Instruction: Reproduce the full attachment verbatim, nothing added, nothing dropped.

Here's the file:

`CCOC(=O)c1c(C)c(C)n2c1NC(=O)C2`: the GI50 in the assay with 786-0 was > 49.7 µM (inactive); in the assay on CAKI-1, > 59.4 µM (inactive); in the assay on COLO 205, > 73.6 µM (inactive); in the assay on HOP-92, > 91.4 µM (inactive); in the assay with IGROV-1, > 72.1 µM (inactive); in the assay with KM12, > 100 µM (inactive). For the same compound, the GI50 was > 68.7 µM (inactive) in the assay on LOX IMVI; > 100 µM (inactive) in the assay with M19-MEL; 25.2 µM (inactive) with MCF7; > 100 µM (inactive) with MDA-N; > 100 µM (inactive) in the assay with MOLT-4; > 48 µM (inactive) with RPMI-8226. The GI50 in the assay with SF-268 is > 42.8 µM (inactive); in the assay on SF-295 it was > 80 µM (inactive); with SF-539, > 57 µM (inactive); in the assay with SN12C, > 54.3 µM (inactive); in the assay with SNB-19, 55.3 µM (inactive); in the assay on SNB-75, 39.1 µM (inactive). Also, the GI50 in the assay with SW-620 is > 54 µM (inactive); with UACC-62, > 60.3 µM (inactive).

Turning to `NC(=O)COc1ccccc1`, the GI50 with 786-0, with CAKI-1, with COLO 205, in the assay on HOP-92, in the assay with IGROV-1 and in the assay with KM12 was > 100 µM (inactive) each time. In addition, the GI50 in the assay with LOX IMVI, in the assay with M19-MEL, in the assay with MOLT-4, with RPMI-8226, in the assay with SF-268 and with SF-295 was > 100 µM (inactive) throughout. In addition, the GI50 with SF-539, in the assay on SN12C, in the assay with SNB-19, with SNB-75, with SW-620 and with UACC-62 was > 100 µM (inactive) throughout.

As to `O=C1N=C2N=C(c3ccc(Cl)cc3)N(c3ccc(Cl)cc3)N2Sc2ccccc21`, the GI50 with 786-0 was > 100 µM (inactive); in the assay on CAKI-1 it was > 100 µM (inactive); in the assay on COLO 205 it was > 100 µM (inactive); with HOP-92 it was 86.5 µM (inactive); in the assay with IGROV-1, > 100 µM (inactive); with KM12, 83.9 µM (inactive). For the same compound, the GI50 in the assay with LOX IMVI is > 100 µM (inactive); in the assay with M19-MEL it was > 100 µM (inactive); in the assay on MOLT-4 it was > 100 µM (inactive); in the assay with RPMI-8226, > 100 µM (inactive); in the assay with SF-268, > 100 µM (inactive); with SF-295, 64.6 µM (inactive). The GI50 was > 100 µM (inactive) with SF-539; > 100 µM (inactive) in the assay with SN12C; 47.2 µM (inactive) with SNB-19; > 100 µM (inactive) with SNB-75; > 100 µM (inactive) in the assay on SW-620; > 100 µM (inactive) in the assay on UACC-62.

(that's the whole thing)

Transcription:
`CCOC(=O)c1c(C)c(C)n2c1NC(=O)C2`: the GI50 in the assay with 786-0 was > 49.7 µM (inactive); in the assay on CAKI-1, > 59.4 µM (inactive); in the assay on COLO 205, > 73.6 µM (inactive); in the assay on HOP-92, > 91.4 µM (inactive); in the assay with IGROV-1, > 72.1 µM (inactive); in the assay with KM12, > 100 µM (inactive). For the same compound, the GI50 was > 68.7 µM (inactive) in the assay on LOX IMVI; > 100 µM (inactive) in the assay with M19-MEL; 25.2 µM (inactive) with MCF7; > 100 µM (inactive) with MDA-N; > 100 µM (inactive) in the assay with MOLT-4; > 48 µM (inactive) with RPMI-8226. The GI50 in the assay with SF-268 is > 42.8 µM (inactive); in the assay on SF-295 it was > 80 µM (inactive); with SF-539, > 57 µM (inactive); in the assay with SN12C, > 54.3 µM (inactive); in the assay with SNB-19, 55.3 µM (inactive); in the assay on SNB-75, 39.1 µM (inactive). Also, the GI50 in the assay with SW-620 is > 54 µM (inactive); with UACC-62, > 60.3 µM (inactive).

Turning to `NC(=O)COc1ccccc1`, the GI50 with 786-0, with CAKI-1, with COLO 205, in the assay on HOP-92, in the assay with IGROV-1 and in the assay with KM12 was > 100 µM (inactive) each time. In addition, the GI50 in the assay with LOX IMVI, in the assay with M19-MEL, in the assay with MOLT-4, with RPMI-8226, in the assay with SF-268 and with SF-295 was > 100 µM (inactive) throughout. In addition, the GI50 with SF-539, in the assay on SN12C, in the assay with SNB-19, with SNB-75, with SW-620 and with UACC-62 was > 100 µM (inactive) throughout.

As to `O=C1N=C2N=C(c3ccc(Cl)cc3)N(c3ccc(Cl)cc3)N2Sc2ccccc21`, the GI50 with 786-0 was > 100 µM (inactive); in the assay on CAKI-1 it was > 100 µM (inactive); in the assay on COLO 205 it was > 100 µM (inactive); with HOP-92 it was 86.5 µM (inactive); in the assay with IGROV-1, > 100 µM (inactive); with KM12, 83.9 µM (inactive). For the same compound, the GI50 in the assay with LOX IMVI is > 100 µM (inactive); in the assay with M19-MEL it was > 100 µM (inactive); in the assay on MOLT-4 it was > 100 µM (inactive); in the assay with RPMI-8226, > 100 µM (inactive); in the assay with SF-268, > 100 µM (inactive); with SF-295, 64.6 µM (inactive). The GI50 was > 100 µM (inactive) with SF-539; > 100 µM (inactive) in the assay with SN12C; 47.2 µM (inactive) with SNB-19; > 100 µM (inactive) with SNB-75; > 100 µM (inactive) in the assay on SW-620; > 100 µM (inactive) in the assay on UACC-62.